Britain to formally begin Brexit by triggering Article 50 of the EU’s Lisbon Treaty on March 29, officials said on Monday, nine months after Britain voted to leave the European Union.
“We want the negotiations to start promptly,” Prime Minister Theresa May’s spokesman told reporters.
Britain’s envoy to Brussels Tim Barrow “has this morning informed the office of European Council President Donald Tusk of the UK’s intention to invoke Article 50 of the Lisbon Treaty on March 29,” the Brexit ministry said in a statement.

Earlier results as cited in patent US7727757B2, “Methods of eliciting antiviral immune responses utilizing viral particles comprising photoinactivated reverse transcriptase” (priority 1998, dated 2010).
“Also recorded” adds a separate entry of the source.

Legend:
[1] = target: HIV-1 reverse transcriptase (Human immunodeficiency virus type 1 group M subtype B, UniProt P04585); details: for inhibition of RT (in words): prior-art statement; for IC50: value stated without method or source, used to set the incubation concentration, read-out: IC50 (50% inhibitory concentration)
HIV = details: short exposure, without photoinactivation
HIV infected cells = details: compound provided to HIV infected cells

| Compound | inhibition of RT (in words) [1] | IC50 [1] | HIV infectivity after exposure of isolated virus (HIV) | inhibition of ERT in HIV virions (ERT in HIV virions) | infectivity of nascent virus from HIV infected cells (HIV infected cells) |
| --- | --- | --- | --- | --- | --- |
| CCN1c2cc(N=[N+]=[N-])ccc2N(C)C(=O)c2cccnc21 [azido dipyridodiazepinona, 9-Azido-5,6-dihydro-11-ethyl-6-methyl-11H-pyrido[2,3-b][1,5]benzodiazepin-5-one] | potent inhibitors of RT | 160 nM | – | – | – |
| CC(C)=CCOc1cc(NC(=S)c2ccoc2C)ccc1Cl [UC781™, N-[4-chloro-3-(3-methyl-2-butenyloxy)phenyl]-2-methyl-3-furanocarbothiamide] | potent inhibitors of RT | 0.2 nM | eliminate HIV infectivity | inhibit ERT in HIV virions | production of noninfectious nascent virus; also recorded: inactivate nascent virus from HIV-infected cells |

Brexit minister David Davis was quoted as saying in the statement that Britons had approved a “historic decision” to leave the EU in the June 23 referendum.
“Next Wednesday, the government will deliver on that decision and formally start the process by triggering Article 50,” he said.
“We are on the threshold of the most important negotiation for this country for a generation.”
Britain voted by a 52 percent majority to leave the European Union — the first member state ever to do so.
The divorce process under Article 50 gives a two-year framework for negotiations.
May has said she wants to leave the European single market in order to be able to control immigration.
The European Commission is expected to provide an initial answer to Britain’s Article 50 notification within 48 hours but negotiations are not expected to start for several weeks or even months.